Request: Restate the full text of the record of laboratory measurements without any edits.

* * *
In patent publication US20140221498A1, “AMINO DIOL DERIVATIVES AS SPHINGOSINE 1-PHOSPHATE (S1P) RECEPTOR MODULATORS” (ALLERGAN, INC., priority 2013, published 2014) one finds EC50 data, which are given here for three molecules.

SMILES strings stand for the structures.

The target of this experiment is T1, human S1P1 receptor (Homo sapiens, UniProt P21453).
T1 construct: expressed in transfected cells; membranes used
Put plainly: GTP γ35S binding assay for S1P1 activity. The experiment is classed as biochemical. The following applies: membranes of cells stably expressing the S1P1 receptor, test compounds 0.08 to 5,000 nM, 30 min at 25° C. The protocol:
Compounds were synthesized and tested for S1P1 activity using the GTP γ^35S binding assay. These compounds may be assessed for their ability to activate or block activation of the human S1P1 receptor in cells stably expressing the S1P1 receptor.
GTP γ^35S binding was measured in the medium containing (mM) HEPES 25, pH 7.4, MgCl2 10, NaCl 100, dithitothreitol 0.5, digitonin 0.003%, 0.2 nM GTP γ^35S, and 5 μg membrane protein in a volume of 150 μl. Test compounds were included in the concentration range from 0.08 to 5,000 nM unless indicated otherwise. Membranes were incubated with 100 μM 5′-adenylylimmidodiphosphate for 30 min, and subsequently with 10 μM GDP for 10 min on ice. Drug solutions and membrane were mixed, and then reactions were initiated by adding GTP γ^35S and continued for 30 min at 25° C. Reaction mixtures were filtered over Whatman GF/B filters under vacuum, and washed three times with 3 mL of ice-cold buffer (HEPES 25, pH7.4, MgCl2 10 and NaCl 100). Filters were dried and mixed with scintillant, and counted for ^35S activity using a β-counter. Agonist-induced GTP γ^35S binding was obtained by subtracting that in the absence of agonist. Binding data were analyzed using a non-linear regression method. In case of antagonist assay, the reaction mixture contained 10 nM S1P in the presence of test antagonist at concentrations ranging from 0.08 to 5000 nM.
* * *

In patent publication US20140221498A1, “AMINO DIOL DERIVATIVES AS SPHINGOSINE 1-PHOSPHATE (S1P) RECEPTOR MODULATORS” (ALLERGAN, INC., priority 2013, published 2014) one finds EC50 data, which are given here for three molecules.

SMILES strings stand for the structures.

The target of this experiment is T1, human S1P1 receptor (Homo sapiens, UniProt P21453).
T1 construct: expressed in transfected cells; membranes used
Put plainly: GTP γ35S binding assay for S1P1 activity. The experiment is classed as biochemical. The following applies: membranes of cells stably expressing the S1P1 receptor, test compounds 0.08 to 5,000 nM, 30 min at 25° C. The protocol:
Compounds were synthesized and tested for S1P1 activity using the GTP γ^35S binding assay. These compounds may be assessed for their ability to activate or block activation of the human S1P1 receptor in cells stably expressing the S1P1 receptor.
GTP γ^35S binding was measured in the medium containing (mM) HEPES 25, pH 7.4, MgCl2 10, NaCl 100, dithitothreitol 0.5, digitonin 0.003%, 0.2 nM GTP γ^35S, and 5 μg membrane protein in a volume of 150 μl. Test compounds were included in the concentration range from 0.08 to 5,000 nM unless indicated otherwise. Membranes were incubated with 100 μM 5′-adenylylimmidodiphosphate for 30 min, and subsequently with 10 μM GDP for 10 min on ice. Drug solutions and membrane were mixed, and then reactions were initiated by adding GTP γ^35S and continued for 30 min at 25° C. Reaction mixtures were filtered over Whatman GF/B filters under vacuum, and washed three times with 3 mL of ice-cold buffer (HEPES 25, pH7.4, MgCl2 10 and NaCl 100). Filters were dried and mixed with scintillant, and counted for ^35S activity using a β-counter. Agonist-induced GTP γ^35S binding was obtained by subtracting that in the absence of agonist. Binding data were analyzed using a non-linear regression method. In case of antagonist assay, the reaction mixture contained 10 nM S1P in the presence of test antagonist at concentrations ranging from 0.08 to 5000 nM.